Screenwriter Guinevere Turner admitted it was difficult watching the filming of the Manson family murders of pregnant actress Sharon Tate and six others for her latest film, “Charlie Says.”
“I’m just empathetic,” Turner explained over a recent lunch in West Hollywood. “Just to even look at Grace Van Dien, who plays Sharon in the movie — she’s standing there in the corner with her pregnant prosthetic, sobbing to get ready for the scene where she’s begging for her life — I was crying.”
Turner thought, “ ‘How have all the decisions in my life brought me to this moment where I am watching this actress play this victim of this horrible crime?’ I was dying. There was chatter on the set and I was like, ‘Can you take this all seriously?’ because the other actors were also covered in blood having to get into that head space. It was deeply disturbing.”
“Charlie Says,” opening Friday, marks the third feature film collaboration between Turner and director Mary Harron. Their previous projects were the controversial 2000 “American Psycho” and 2005’s “The Notorious Bettie Page.”
Turner debuted as an actress and screenwriter in 1994 with the Sundance hit “Go Fish,” a milestone of New Queer Cinema. She continued to act and write, including a recurring role on “The L Word,” where she also served as a story editor, in addition to directing seven short films.
“Charlie Says” is the second movie released this year that travels back to 1969 Los Angeles, when cult leader Charles Manson and his “family” committed those murders.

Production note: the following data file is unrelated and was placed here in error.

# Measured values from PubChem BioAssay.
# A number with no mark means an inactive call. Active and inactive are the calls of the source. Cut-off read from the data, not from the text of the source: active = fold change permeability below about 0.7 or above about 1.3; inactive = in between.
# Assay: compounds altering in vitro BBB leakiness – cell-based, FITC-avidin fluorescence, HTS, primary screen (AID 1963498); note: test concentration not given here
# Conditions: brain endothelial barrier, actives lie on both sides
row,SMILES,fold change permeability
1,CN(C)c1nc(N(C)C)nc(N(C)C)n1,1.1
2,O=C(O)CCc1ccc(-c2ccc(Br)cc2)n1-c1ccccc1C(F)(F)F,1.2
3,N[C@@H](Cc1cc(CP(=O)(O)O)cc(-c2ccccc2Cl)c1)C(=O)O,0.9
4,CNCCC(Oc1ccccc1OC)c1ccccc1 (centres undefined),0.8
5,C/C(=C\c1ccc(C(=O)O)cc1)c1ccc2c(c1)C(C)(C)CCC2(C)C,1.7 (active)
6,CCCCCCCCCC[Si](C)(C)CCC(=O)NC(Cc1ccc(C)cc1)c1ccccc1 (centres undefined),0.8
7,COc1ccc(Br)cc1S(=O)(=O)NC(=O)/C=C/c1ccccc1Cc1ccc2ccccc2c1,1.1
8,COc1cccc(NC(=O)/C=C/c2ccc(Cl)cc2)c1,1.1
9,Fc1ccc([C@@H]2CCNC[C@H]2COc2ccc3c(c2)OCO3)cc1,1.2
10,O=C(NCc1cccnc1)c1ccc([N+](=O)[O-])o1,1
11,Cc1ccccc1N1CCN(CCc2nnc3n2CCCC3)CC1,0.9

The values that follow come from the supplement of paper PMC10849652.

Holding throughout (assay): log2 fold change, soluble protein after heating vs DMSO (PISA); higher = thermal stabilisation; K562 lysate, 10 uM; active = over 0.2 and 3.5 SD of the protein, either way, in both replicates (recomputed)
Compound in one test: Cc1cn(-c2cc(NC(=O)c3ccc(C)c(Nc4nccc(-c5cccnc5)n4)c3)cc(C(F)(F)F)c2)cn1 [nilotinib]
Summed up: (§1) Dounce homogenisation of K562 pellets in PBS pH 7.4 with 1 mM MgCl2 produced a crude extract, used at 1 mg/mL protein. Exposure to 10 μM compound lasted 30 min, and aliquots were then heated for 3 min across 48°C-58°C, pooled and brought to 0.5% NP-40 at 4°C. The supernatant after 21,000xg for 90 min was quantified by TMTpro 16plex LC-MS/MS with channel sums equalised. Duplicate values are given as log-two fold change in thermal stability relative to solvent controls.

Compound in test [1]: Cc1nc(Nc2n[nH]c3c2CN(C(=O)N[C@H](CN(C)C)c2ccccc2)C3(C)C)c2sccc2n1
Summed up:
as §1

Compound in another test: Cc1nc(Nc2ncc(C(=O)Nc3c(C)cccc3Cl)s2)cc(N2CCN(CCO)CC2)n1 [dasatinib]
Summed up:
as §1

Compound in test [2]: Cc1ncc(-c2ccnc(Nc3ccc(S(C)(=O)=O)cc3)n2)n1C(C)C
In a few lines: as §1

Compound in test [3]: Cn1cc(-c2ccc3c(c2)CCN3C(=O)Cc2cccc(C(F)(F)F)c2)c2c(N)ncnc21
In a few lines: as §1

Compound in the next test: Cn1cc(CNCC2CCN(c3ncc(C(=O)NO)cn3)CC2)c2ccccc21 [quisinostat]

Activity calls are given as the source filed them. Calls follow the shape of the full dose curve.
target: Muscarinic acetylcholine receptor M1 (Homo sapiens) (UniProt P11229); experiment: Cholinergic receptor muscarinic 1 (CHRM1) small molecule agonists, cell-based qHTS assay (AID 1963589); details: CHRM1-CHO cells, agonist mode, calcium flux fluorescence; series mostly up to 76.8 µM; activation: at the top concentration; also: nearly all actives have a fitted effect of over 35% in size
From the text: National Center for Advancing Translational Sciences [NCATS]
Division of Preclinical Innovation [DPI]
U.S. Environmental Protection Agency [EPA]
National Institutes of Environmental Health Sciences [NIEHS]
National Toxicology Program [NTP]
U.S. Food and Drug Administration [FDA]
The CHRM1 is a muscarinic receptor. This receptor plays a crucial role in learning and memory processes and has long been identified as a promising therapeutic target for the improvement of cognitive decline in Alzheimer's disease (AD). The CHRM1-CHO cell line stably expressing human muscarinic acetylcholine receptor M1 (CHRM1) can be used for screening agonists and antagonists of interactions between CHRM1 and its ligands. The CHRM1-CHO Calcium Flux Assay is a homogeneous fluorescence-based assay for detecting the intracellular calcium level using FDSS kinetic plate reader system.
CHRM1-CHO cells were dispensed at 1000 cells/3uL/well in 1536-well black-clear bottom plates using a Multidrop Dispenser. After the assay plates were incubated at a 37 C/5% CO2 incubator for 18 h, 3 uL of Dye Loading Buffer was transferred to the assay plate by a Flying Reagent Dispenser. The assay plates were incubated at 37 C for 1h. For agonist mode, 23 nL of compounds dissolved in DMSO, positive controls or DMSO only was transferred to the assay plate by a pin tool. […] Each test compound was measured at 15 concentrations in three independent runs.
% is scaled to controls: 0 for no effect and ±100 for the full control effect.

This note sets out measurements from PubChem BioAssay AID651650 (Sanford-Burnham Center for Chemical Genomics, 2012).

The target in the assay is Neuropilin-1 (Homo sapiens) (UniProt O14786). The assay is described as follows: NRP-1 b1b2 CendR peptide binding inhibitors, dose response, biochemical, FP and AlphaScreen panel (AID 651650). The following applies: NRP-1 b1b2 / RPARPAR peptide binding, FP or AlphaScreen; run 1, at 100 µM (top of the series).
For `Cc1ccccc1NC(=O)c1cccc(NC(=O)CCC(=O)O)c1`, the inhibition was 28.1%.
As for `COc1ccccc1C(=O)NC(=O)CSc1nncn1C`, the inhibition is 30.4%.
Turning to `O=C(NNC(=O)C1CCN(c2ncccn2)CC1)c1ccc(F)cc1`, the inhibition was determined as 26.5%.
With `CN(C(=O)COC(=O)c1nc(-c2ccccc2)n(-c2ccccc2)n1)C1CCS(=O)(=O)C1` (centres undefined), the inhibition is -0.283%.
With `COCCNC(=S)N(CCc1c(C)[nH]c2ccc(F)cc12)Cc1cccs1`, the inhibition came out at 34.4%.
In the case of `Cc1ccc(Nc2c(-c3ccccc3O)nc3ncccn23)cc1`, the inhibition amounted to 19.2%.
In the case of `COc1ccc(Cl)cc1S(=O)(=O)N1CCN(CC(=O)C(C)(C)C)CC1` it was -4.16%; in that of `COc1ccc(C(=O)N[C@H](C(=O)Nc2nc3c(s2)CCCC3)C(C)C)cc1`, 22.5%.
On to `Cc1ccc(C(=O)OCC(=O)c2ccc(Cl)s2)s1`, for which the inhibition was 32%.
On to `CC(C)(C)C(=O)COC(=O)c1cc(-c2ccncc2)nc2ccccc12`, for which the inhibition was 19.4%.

The horror film “The Haunting of Sharon Tate,” starring Hilary Duff, disappeared quickly earlier this year and will be released on DVD June 4. Quentin Tarantino’s anticipated “Once Upon a Time in Hollywood,” set to premiere in competition at Cannes before it opens in July, also touches on the killings.
What sets “Charlie Says” apart from those films is that the story of the cult and murders are seen through the eyes of the three women who committed the murders for Manson (Matt Smith) — Leslie Van Houten (Hannah Murray), Patricia Krenwinkel (Sosie Bacon) and Susan Atkins (Marianne Rendón) — after they are sentenced to life in prison and isolated together in a cell block. (Atkins died in 2009; Van Houten and Krenwinkel are still incarcerated.)
The women’s lives change when social worker Karlene Faith (Merritt Weaver) arrives with the hope of rehabilitating the trio, still very much under Manson’s spell.
The producers of the film met with Turner in 2014 because “they wanted it from a woman’s perspective,” Turner said.
The screenwriter also thought she was the perfect choice because for the first decade of her life, she grew up in a communal life — “they certainly wouldn’t call themselves a cult” — with the Lyman Family. (The commune has since evolved into a very successful home construction company.)
Turner was born into the compound in 1968, when it included 100 adults and 60 children. She wrote about the experience in a recent New Yorker magazine article, “My Childhood in a Cult.”
“The reason I really wanted to write this movie is because things can be so sensationalized or not gotten right in terms of how things are great and then they go bad [in a commune] and how ideals turn didactic and then forceful and then pushing you more and more to the ridiculous until this idea of ‘How did I get here?’ ’’
She was curious for her mother, who left the Lyman Family in 1979 and later became a vice president at Morgan Stanley, to see the film.
Harron, who wasn’t initially attached to “Charlie Says,” noted she was excited when she learned Turner was writing the movie. “I always wanted her to do something about her childhood, but she was not ready to write it. This is a wonderful way for her to use what she knows and the workings of that kind of commune. It seems a perfect match for her.”